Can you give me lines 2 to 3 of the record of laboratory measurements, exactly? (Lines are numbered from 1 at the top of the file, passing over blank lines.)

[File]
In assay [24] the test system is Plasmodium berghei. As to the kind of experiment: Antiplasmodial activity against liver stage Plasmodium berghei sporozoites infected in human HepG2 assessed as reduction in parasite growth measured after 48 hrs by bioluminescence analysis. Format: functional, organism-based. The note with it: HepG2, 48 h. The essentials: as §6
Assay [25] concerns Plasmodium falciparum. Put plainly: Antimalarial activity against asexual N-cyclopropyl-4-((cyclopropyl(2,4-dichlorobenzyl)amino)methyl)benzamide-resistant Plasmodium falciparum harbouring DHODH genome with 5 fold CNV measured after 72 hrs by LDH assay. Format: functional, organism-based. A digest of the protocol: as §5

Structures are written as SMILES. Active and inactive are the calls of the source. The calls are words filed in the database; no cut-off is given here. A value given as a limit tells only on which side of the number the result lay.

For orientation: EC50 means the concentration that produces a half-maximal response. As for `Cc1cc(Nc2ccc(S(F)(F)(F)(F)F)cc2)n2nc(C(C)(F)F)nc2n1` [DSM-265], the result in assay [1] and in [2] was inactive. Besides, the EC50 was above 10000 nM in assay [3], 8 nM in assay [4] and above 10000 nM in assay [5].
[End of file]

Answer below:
Assay [25] concerns Plasmodium falciparum. Put plainly: Antimalarial activity against asexual N-cyclopropyl-4-((cyclopropyl(2,4-dichlorobenzyl)amino)methyl)benzamide-resistant Plasmodium falciparum harbouring DHODH genome with 5 fold CNV measured after 72 hrs by LDH assay. Format: functional, organism-based. A digest of the protocol: as §5

Structures are written as SMILES. Active and inactive are the calls of the source. The calls are words filed in the database; no cut-off is given here. A value given as a limit tells only on which side of the number the result lay.